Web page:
Senior BBC editor steps down to protest ‘illegal’ unequal pay


One of the BBC’s most senior international journalists has resigned her post, slamming the news organization’s “secretive and illegal pay structure.”

The BBC “is breaking equality law and resisting pressure for a fair and transparent pay structure,” Carrie Gracie, who quit as the news organization’s China editor last week, wrote in an open letter addressed to BBC viewers on Sunday.

Gracie said she will now return to her former position in the BBC’s TV newsroom “where I expect to be paid equally.”


The BBC said in a statement that it previously carried out an “independent judge led audit of pay for rank and file staff which showed ‘no systemic discrimination against women.'”

“A separate report for on air staff will be published in the not too distant future,” it said.

The British public broadcaster came under fire last July when an annual report exposed a major gender pay gap, revealing that just under a third of the BBC’s top paid executives, managers and media stars are women.

Carrie Gracie BBC Carrie Gracie has covered China for nearly three decades and speaks fluent Mandarin.


That report led Gracie to uncover that the BBC’s four international editors were paid unequally — that the news outlet’s two male editors “earned at least 50% more” than their female counterparts.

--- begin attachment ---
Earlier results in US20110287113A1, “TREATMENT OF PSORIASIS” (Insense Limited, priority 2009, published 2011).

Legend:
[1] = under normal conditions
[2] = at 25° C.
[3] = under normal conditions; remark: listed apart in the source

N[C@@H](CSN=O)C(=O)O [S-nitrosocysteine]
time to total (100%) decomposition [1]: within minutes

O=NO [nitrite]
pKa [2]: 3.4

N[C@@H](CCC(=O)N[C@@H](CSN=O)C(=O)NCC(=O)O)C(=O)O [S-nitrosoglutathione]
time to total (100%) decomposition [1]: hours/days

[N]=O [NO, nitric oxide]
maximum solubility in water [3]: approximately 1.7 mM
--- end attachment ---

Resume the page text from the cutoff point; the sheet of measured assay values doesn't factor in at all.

The report noted the salaries of all employees who earn more than 拢150,000 ($200,000) a year.

On the list were North America editor Jonathan Sopel, identified as earning 拢200,000-拢249,999 ($270,000-$340,000), and Middle East editor Jeremy Bowen, who earns 拢150,000-拢199,999 ($200,000-$270,000).

Gracie and European editor Katya Adler were not listed, meaning they earn less than 拢150,000.


Statement from #bbcwomen in support of @BBCCarrie #EqualPay #IStandWithCarrie pic.twitter.com/tueh1aCW8W

— Sarah Montague (@Sarah_Montague) January 8, 2018

After the report was published, Gracie said she told her bosses “the only acceptable resolution would be for all international editors to be paid the same amount,” she writes. She cited the U.K. Equality Act 2010, which states men and women doing equal work should receive equal pay.

Gracie said she wasn’t seeking a pay raise, just equal pay. The BBC responded by offering her a big raise that still “remained far short of equality,” she said.


Gracie, a fluent Mandarin speaker who has covered China for nearly three decades, said that after she turned down the raise, she was “subjected to a dismayingly incompetent and undermining grievance process.”

“Enough is enough,” she added.

“Fairness in pay is vital,” the BBC statement said. “A significant number of organizations have now published their gender pay figures showing that we are performing considerably better than many and are well below the national average.”

The BBC is funded through fees paid by its viewers, who are required to shell out 拢147 ($199) a year.

For years, it resisted political pressure to reveal its salary data.

But the government required the BBC to publish its pay data as part of an effort to improve transparency last year. The threshold for disclosure was set at 拢150,000 because that’s roughly what the prime minister earns.

— Stephanie Halasz contributed to this report.